Update (2016-12-21): See also: Hacker News.

Update (2016-12-22): Stephen Hackett:

None of these snapshots are due to an inherent flaw with the Mac itself, but with how Apple seemingly views it.

Update (2016-12-23): Lloyd Chambers:

Properly understood, the Bloomberg article is a damning indictment of the cultural change at Apple, at least if one admires true excellence and great (not just good enough) product design.


Apple’s working model for both hardware and software is now “ship by calendar”, not “ship by quality and excellence”.

Update (2017-01-02): See also: The Talk Show and Accidental Tech Podcast.

DTrace at Home

Adam Leventhal:

I’m not the first person to hit this. The problem seems to have existed since CS6 was released in 2016. None of the solutions was working for me, and — inspired by Sara Mauskopf’s excellent post — I was rapidly running out of the time bounds for the project. Enough; I’d just DTrace it.


Looking through /usr/include/sys/resource.h we can see that 1008 corresponds to the number of files (RLIMIT_NOFILE | _RLIMIT_POSIX_FLAG). Illustrator is trying to set that value to 0x7fffffffffffffff or 2⁶³-1. Apparently too big; I filed any latent curiosity for another day.


First I used DTrace to find the code that was calling setrlimit(2): using some knowledge of the x86 ISA/ABI[…]


Instead I used lldb to replace the call with a store of 0 to %eax (to evince a successful return value) and some nops as padding[…]

Stroustrup’s Rule and Layering Over Time

Dave Herman (via Ehud Lamm):

One of my favorite insights about syntax design appeared in a retrospective on C++ by Bjarne Stroustrup:

  • For new features, people insist on loud explicit syntax.
  • For established features, people want terse notation.

I call this Stroustrup’s Rule. Part of what I love about his observation is that it acknowledges that design takes place over time, and that the audience it addresses evolves. Software is for people and people grow.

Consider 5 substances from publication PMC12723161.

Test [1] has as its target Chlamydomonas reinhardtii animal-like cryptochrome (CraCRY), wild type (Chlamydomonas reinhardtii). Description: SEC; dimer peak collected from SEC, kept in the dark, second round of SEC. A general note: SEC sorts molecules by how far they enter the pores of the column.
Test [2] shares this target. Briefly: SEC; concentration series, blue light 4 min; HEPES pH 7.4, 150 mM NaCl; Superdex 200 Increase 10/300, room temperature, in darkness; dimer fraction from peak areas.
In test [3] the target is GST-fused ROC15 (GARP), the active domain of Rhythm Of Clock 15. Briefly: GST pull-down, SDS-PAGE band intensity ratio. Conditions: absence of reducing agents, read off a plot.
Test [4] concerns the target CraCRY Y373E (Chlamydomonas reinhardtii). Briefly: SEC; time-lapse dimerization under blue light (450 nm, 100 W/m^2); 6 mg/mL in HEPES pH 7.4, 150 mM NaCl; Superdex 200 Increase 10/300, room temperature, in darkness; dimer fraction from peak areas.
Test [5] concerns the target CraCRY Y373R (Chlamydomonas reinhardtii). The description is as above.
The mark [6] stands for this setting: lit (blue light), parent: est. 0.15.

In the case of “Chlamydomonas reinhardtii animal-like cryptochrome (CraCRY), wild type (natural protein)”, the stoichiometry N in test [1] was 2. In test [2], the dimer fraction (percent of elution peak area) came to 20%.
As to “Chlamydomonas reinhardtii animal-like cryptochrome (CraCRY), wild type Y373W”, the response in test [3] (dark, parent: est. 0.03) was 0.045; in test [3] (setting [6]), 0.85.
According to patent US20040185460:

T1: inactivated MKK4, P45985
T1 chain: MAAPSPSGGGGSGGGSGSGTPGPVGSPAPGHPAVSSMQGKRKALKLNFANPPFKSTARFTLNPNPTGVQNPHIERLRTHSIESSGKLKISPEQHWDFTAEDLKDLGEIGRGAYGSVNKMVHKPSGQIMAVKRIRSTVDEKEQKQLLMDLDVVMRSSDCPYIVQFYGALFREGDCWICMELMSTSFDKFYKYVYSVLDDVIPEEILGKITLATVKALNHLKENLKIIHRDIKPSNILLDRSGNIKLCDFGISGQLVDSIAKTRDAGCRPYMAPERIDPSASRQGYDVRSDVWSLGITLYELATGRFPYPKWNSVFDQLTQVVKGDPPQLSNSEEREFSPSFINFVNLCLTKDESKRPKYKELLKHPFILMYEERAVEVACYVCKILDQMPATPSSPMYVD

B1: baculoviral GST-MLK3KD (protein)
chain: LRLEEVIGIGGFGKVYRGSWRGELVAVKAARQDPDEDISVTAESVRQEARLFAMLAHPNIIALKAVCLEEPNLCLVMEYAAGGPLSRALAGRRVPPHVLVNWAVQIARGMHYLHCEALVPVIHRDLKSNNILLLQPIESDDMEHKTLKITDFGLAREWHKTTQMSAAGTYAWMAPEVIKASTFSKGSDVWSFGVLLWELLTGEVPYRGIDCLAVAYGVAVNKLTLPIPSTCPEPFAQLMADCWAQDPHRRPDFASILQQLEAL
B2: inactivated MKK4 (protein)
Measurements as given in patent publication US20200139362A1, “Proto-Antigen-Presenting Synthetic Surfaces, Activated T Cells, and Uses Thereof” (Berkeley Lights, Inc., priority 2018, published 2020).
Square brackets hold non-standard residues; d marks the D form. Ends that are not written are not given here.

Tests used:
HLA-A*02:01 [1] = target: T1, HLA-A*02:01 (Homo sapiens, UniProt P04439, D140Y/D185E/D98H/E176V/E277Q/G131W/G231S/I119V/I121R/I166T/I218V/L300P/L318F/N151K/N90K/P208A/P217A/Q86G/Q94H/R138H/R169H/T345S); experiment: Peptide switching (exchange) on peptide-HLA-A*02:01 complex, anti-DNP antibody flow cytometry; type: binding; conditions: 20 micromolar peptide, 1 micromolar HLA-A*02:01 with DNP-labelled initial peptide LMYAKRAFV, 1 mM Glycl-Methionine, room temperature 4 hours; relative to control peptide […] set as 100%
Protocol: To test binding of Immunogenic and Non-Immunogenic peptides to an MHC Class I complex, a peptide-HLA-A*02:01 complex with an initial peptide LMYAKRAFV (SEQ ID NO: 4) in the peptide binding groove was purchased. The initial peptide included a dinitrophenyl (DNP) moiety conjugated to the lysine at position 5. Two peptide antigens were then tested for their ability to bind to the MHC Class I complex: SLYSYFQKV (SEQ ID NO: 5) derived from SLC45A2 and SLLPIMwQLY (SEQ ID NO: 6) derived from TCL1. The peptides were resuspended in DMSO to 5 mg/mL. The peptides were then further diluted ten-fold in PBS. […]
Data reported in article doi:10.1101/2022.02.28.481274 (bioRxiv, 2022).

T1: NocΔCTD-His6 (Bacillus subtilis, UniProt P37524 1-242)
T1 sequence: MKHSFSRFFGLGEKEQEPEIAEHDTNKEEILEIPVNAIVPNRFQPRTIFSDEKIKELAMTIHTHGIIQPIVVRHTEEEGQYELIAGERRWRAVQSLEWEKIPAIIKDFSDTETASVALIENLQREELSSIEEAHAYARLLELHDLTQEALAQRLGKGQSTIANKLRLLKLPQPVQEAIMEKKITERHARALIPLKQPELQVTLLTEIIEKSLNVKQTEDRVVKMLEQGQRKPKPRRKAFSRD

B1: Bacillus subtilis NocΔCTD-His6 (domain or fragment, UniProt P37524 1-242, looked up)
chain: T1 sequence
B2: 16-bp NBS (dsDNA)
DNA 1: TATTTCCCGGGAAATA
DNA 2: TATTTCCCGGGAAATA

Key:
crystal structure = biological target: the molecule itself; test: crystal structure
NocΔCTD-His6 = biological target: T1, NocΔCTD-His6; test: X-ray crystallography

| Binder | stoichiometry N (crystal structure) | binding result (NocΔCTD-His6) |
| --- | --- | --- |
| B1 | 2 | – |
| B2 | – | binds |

LG 5K UltraFine Display Delayed

Ben Lovejoy:

LG has confirmed that the 5K UltraFine monitor Apple recommends for use with the new MacBook Pro models has been delayed. A company representative told us that LG does not yet have a confirmed date for availability.

LG originally said ‘early December,’ while Apple was more cautious on its website, simply stating ‘December.’ As we noted last week, Apple is already leaving things rather late to allow people to take advantage of its introductory pricing …

Apple is offering the 5K UltraFine at a launch price of $974, but only up until December 31. Given that it hasn’t even opened pre-orders yet, that isn’t going to allow people much time to place their order before the price jumps to $1299.

Update (2016-12-21): Joe Rossignol:

LG’s new UltraFine 5K Display is now available for purchase for $974 on Apple’s website in the United States, with orders initially estimated to ship in 3-5 business days but quickly slipping to 2-4 weeks.

Apple has extended its $974 sale price for the display until March 31, 2017, when the price will return to $1,299.95. The discount was previously set to expire on December 31, but it was likely extended due to the display’s lack of availability until late into the month. Apple’s discount on USB-C adapters is similarly extended.

User Automation Blog

Sal Soghoian (tweet):

This website is dedicated to informing individuals about the tools at their disposal that can be used by them to control the devices they engage with and rely upon every day. I hope you find this information useful.

Alas, there is no RSS feed.

Previously: Thank You, Sal.